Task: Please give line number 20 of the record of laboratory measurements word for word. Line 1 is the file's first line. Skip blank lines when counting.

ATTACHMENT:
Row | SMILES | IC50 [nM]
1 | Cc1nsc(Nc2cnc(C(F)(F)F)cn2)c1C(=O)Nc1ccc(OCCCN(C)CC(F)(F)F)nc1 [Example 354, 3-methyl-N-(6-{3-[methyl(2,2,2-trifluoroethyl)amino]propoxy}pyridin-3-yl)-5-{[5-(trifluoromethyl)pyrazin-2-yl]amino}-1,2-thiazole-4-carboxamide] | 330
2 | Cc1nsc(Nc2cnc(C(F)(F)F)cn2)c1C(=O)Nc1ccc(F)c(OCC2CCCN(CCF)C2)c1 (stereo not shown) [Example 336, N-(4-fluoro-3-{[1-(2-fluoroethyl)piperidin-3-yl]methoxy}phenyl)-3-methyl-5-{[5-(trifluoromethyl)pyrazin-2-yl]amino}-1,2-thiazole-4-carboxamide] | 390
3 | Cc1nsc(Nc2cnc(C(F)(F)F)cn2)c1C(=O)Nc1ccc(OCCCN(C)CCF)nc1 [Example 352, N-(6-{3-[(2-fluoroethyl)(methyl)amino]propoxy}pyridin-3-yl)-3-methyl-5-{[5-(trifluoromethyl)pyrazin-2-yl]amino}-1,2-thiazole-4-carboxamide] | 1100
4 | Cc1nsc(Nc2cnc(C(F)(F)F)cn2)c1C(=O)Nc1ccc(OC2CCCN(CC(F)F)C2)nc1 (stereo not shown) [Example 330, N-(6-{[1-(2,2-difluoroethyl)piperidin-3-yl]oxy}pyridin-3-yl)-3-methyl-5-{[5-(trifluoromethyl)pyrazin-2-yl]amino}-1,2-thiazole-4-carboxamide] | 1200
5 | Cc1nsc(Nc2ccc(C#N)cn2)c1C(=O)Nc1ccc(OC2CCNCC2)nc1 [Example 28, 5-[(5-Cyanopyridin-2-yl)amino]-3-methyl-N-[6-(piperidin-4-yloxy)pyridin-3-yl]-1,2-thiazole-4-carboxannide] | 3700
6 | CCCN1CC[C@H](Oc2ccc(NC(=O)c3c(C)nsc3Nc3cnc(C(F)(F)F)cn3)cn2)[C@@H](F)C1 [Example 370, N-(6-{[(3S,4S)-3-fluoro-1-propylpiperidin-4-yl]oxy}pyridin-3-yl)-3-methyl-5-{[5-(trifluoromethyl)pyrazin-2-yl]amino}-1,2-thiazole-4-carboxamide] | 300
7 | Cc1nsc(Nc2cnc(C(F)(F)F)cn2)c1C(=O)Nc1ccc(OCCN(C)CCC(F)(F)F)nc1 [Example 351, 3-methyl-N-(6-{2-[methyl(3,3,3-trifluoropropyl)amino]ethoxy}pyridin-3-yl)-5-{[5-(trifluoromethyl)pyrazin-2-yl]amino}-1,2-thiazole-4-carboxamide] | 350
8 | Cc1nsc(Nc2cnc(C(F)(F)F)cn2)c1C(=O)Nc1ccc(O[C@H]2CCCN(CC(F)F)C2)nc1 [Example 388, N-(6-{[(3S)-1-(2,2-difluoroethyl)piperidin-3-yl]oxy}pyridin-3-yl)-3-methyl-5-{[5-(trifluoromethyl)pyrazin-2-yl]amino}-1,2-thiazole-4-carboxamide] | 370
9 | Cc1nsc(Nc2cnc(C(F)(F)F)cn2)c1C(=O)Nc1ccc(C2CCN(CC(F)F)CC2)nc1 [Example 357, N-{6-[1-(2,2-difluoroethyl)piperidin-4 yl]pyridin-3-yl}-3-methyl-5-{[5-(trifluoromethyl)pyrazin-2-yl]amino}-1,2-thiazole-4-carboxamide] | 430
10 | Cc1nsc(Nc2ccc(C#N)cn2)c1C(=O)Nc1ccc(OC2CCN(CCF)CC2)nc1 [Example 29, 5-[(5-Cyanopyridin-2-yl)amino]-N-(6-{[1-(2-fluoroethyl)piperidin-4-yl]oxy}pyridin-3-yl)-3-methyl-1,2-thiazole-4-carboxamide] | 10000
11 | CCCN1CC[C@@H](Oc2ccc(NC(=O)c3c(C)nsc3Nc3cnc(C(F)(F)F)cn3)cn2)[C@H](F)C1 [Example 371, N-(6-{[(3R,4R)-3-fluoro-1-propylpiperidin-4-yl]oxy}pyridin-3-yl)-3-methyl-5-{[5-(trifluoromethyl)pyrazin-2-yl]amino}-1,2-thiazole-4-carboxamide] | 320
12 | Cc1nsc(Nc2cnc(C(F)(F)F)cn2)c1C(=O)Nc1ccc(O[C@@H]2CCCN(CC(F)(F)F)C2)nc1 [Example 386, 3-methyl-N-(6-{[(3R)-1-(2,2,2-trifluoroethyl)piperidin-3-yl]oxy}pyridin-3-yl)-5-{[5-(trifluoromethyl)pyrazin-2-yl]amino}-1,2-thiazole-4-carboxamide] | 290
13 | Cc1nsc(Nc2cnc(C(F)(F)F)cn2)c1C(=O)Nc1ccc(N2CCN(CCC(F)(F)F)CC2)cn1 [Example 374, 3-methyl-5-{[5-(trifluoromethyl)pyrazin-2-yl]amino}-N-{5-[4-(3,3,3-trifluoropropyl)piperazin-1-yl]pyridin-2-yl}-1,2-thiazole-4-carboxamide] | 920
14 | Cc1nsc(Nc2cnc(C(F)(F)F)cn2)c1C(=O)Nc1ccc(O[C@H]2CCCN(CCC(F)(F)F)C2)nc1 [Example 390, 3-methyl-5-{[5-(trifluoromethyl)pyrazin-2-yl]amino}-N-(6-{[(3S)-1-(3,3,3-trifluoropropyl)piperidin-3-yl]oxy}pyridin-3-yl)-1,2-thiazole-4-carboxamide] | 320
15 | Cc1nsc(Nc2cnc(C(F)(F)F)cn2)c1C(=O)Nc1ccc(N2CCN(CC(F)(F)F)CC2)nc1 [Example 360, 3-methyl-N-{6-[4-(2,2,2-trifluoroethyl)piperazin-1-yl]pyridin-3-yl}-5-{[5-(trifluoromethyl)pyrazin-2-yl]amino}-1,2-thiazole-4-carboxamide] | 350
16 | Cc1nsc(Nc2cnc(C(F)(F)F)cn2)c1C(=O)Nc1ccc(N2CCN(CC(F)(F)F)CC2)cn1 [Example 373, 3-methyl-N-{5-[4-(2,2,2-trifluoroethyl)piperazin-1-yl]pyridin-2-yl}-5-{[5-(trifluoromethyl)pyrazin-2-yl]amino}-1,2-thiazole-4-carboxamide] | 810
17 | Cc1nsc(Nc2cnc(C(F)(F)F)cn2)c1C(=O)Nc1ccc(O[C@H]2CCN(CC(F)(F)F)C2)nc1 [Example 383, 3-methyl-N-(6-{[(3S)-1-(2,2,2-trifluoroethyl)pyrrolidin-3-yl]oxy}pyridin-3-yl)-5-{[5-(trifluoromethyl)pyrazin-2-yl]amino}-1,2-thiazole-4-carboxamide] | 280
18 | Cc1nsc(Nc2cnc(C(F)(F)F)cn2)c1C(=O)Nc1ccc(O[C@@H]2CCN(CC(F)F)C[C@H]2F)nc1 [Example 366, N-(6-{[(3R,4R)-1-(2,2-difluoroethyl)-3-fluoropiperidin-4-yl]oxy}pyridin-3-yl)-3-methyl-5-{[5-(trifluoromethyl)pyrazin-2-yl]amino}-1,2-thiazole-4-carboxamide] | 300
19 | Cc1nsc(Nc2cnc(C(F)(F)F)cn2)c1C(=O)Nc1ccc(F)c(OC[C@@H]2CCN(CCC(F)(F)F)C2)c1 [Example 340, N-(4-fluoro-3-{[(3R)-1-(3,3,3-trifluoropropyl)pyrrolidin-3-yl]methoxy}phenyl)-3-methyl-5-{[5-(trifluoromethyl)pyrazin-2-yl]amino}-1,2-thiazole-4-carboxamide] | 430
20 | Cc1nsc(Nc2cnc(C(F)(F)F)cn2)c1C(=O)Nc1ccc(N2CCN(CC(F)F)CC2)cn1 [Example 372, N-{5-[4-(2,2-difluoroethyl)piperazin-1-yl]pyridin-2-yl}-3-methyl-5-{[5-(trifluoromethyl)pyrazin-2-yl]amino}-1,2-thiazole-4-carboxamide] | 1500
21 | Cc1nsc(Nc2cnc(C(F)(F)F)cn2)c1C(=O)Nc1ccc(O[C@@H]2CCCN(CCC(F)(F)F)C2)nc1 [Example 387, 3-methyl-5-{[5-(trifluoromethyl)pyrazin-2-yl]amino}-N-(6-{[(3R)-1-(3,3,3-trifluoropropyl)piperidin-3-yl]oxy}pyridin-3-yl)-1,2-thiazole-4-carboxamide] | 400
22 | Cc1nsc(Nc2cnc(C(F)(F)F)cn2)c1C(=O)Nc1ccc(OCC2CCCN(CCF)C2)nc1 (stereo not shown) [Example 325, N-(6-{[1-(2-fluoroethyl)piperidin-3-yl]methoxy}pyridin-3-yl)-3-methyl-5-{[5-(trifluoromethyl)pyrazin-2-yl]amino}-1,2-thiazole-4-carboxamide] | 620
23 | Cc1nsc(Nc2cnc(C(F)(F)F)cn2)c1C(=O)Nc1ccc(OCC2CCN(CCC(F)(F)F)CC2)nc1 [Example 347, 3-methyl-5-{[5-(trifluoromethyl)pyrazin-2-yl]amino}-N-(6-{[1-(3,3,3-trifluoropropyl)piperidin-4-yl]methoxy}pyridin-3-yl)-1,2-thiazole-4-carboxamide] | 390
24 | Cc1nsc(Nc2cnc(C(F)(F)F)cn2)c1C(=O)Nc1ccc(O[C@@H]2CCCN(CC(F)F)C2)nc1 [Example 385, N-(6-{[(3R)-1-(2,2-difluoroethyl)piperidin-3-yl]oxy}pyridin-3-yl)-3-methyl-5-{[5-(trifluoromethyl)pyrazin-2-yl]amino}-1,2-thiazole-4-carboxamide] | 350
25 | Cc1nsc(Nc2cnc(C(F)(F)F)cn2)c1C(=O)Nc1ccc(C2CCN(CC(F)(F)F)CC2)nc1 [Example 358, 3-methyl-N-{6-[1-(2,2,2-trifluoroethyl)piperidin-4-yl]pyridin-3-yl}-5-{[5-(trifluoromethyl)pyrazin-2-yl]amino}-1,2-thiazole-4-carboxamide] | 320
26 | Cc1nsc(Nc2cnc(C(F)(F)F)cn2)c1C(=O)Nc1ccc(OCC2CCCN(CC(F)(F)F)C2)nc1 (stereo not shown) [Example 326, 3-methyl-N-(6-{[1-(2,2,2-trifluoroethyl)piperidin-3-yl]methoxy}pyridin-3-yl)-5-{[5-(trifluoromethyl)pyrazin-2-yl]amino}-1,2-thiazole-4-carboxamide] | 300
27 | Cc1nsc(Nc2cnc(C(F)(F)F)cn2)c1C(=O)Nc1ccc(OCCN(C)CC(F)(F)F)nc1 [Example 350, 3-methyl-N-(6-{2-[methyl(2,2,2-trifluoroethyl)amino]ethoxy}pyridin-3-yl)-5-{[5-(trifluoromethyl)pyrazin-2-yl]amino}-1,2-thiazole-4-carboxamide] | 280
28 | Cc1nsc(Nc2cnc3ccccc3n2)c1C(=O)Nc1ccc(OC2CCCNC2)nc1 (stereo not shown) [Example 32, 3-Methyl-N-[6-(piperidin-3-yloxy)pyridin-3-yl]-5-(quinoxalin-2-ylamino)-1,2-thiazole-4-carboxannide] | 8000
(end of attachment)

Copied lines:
19 | Cc1nsc(Nc2cnc(C(F)(F)F)cn2)c1C(=O)Nc1ccc(F)c(OC[C@@H]2CCN(CCC(F)(F)F)C2)c1 [Example 340, N-(4-fluoro-3-{[(3R)-1-(3,3,3-trifluoropropyl)pyrrolidin-3-yl]methoxy}phenyl)-3-methyl-5-{[5-(trifluoromethyl)pyrazin-2-yl]amino}-1,2-thiazole-4-carboxamide] | 430